Difference between Bible College and Seminary

December 13, 2016 by Editorial Team

Bible colleges and seminaries form a vital part of the Christian educational system. Both kinds of institutions feature theology as the center of their curriculum, and seek to prepare individuals for service in a church. Despite these similarities, Bible colleges and seminaries have differing missions and modes of operation. This article will discuss these differences.

Descriptions

Bible College vs Seminary
Northpoint Bible College in Massachusetts

Bible colleges are mostly associated with Protestant denominations, such as the evangelical, Fundamentalist, and Pentecostal movements. They offer bachelor’s degrees, mostly in biblical studies, and feature entry-level courses in both the Old and New Testaments. Some also offer courses in Biblical languages, such as Greek and Hebrew. Most Bible colleges operate under conservative denominations; they consider themselves a reaction to what are commonly perceived to be liberal leanings in other religious educational institutions.

Seminary
Union Theological Seminary in New York City

Seminaries have their beginnings in the Council of Trent in 1563, which called for the establishment of modern training institutions for those who wished to go into the Catholic priesthood. While the word “seminary” is commonly associated with Catholicism, many other faiths, such as certain Protestant and Jewish denominations use the same word for their educational institutions. Theological seminaries offer instruction in Biblical studies, philosophy, leadership, and pastoral care courses. These can lead to either bachelor’s or master’s degrees. Many prominent seminaries, such as the Union Theological Seminary in New York, lean towards the liberal Social Gospel and ecumenical movements.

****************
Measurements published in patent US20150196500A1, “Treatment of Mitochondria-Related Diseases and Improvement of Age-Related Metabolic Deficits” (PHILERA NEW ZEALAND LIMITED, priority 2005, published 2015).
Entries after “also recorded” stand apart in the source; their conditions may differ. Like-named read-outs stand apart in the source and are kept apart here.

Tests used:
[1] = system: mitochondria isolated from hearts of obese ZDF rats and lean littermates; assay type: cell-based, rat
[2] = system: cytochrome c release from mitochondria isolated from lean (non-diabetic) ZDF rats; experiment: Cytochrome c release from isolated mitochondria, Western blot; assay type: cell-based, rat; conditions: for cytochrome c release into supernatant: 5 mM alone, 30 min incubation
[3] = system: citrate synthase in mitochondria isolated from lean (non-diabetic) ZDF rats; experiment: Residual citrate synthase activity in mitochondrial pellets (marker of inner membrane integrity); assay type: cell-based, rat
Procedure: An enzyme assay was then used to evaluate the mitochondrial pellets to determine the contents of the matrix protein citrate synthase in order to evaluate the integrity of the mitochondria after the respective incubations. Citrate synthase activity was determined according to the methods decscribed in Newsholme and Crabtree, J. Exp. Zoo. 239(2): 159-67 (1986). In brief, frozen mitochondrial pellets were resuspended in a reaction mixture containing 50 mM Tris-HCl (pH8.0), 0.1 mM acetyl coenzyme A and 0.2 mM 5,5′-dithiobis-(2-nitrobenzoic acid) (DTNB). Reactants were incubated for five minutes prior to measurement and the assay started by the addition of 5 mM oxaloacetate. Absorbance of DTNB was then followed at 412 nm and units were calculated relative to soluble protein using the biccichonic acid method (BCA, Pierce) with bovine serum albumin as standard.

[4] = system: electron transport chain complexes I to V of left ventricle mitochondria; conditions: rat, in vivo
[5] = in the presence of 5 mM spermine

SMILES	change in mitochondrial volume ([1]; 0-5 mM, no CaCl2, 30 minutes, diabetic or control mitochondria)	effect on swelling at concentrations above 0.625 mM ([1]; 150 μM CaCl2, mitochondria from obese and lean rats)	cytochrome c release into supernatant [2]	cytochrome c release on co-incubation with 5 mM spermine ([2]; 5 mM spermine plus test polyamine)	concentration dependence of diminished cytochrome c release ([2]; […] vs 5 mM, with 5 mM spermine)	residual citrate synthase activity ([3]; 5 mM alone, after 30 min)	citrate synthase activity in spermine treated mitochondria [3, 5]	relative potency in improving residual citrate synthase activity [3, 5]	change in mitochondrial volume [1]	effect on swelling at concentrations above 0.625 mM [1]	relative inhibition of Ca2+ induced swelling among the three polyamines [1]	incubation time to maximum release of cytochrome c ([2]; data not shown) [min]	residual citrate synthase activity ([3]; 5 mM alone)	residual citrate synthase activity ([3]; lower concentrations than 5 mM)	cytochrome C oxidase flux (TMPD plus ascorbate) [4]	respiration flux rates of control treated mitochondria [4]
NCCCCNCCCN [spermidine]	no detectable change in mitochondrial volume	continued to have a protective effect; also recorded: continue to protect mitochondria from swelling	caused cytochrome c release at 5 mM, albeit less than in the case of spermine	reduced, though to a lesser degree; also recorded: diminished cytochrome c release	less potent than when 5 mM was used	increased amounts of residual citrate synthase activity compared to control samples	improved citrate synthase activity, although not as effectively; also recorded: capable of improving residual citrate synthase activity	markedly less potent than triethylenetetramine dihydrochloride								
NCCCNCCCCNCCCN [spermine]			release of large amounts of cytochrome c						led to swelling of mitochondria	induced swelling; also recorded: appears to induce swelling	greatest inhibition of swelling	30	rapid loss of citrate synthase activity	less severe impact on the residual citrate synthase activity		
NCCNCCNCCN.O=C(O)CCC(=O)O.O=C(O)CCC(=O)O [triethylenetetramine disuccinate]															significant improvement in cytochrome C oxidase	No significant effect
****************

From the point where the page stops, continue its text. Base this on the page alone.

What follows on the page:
Bible College vs Seminary

What are the differences between a Bible college and a seminary? The main differences lie in their affiliations, curriculums, missions, and social orientations.

Religious Affiliation

Protestant denominations, such as the Fundamentalist and Evangelical movements, operate the vast majority of Bible colleges. On the other hand, seminaries mostly operate under the jurisdiction of the local Catholic diocese, a religious order, or a Protestant denomination with ecumenical leanings.

Curriculum

Students at Bible colleges typically receive instruction in Biblical studies, including the Old and New Testaments and Biblical languages, and earn bachelor’s degrees upon finishing the curriculum. Meanwhile, seminaries offer courses at both the undergraduate and graduate level. These courses include Biblical studies, languages, philosophy of religion, and pastoral leadership.

Mission

Bible colleges train students for service and leadership positions in their local church, and aim to produce leaders who have an excellent grasp of Scripture. In contrast, seminaries train individuals for the priesthood or ministry. They aim to give graduates a well-rounded outlook on the many issues that a member of the clergy would face in his/her work.

Social Orientation

The concept of the Bible college started as a conservative reaction to what many considered the secularization of religious education. Thus, most Bible colleges operate under the auspices of conservative denominations. Meanwhile, most Protestant seminaries may be seen as liberal in orientation compared to their peers; many of them, in fact, are active in the ecumenical movement.

Comparison Chart

Bible CollegeSeminary
Run by Protestant denominations, such as Evangelicals and PentecostalsRun mostly by Roman Catholic dioceses or religious orders, Protestant denominations, and American Jewish organizations
Training in the Bible and other related fields leading to the bachelor’s degreeBachelor’s and master’s-level instruction in Biblical studies, philosophy, and pastoral leadership
Produces church leaders who are well-versed in ScripturePrepares priests and other members of the clergy for both academic and pastoral positions
Mostly conservative in orientationMostly liberal in orientation; frequently associated with the ecumenical movement